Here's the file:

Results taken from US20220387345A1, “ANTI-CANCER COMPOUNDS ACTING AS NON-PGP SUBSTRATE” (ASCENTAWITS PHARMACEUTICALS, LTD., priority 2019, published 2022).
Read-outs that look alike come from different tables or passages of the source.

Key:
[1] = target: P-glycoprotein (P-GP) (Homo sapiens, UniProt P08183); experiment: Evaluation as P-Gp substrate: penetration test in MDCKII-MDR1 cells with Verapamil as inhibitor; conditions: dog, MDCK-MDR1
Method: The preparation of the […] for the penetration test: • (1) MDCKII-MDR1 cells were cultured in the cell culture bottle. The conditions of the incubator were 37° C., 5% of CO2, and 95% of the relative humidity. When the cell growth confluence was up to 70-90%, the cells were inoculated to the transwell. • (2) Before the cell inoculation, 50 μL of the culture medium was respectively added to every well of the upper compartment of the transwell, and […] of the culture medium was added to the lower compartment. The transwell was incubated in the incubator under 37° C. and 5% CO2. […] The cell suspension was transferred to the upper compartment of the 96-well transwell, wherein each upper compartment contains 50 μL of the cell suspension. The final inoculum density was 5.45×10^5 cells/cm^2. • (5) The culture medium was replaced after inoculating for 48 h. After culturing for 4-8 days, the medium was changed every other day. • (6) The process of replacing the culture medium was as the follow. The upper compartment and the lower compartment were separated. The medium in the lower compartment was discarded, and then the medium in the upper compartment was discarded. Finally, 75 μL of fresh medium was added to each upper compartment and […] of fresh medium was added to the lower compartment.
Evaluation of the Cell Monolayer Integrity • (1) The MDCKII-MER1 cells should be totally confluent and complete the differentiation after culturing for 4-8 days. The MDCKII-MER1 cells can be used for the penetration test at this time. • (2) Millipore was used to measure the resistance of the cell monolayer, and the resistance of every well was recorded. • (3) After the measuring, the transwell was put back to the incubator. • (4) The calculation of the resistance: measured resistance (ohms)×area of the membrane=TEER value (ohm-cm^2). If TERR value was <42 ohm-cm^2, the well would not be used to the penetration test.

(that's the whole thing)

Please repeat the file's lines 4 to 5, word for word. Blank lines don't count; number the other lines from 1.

[1] = target: P-glycoprotein (P-GP) (Homo sapiens, UniProt P08183); experiment: Evaluation as P-Gp substrate: penetration test in MDCKII-MDR1 cells with Verapamil as inhibitor; conditions: dog, MDCK-MDR1
Method: The preparation of the […] for the penetration test: • (1) MDCKII-MDR1 cells were cultured in the cell culture bottle. The conditions of the incubator were 37° C., 5% of CO2, and 95% of the relative humidity. When the cell growth confluence was up to 70-90%, the cells were inoculated to the transwell. • (2) Before the cell inoculation, 50 μL of the culture medium was respectively added to every well of the upper compartment of the transwell, and […] of the culture medium was added to the lower compartment. The transwell was incubated in the incubator under 37° C. and 5% CO2. […] The cell suspension was transferred to the upper compartment of the 96-well transwell, wherein each upper compartment contains 50 μL of the cell suspension. The final inoculum density was 5.45×10^5 cells/cm^2. • (5) The culture medium was replaced after inoculating for 48 h. After culturing for 4-8 days, the medium was changed every other day. • (6) The process of replacing the culture medium was as the follow. The upper compartment and the lower compartment were separated. The medium in the lower compartment was discarded, and then the medium in the upper compartment was discarded. Finally, 75 μL of fresh medium was added to each upper compartment and […] of fresh medium was added to the lower compartment.